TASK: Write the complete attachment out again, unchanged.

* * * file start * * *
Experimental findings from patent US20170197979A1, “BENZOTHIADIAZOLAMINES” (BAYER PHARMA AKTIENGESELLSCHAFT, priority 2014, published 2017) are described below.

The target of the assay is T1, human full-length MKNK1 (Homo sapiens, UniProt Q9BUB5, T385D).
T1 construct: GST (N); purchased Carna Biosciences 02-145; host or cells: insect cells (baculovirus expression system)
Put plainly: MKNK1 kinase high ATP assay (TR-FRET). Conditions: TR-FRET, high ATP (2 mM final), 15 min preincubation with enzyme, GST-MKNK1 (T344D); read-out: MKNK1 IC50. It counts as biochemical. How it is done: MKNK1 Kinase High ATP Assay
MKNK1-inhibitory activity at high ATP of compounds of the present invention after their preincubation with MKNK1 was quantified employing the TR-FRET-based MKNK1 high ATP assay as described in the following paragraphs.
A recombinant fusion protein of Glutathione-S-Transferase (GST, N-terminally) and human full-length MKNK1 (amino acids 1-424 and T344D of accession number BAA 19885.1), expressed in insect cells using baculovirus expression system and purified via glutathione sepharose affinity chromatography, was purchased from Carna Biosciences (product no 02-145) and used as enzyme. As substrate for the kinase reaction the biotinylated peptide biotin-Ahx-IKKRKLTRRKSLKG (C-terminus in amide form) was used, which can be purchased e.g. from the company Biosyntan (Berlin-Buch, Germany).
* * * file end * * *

Experimental findings from patent US20170197979A1, “BENZOTHIADIAZOLAMINES” (BAYER PHARMA AKTIENGESELLSCHAFT, priority 2014, published 2017) are described below.

The target of the assay is T1, human full-length MKNK1 (Homo sapiens, UniProt Q9BUB5, T385D).
T1 construct: GST (N); purchased Carna Biosciences 02-145; host or cells: insect cells (baculovirus expression system)
Put plainly: MKNK1 kinase high ATP assay (TR-FRET). Conditions: TR-FRET, high ATP (2 mM final), 15 min preincubation with enzyme, GST-MKNK1 (T344D); read-out: MKNK1 IC50. It counts as biochemical. How it is done: MKNK1 Kinase High ATP Assay
MKNK1-inhibitory activity at high ATP of compounds of the present invention after their preincubation with MKNK1 was quantified employing the TR-FRET-based MKNK1 high ATP assay as described in the following paragraphs.
A recombinant fusion protein of Glutathione-S-Transferase (GST, N-terminally) and human full-length MKNK1 (amino acids 1-424 and T344D of accession number BAA 19885.1), expressed in insect cells using baculovirus expression system and purified via glutathione sepharose affinity chromatography, was purchased from Carna Biosciences (product no 02-145) and used as enzyme. As substrate for the kinase reaction the biotinylated peptide biotin-Ahx-IKKRKLTRRKSLKG (C-terminus in amide form) was used, which can be purchased e.g. from the company Biosyntan (Berlin-Buch, Germany).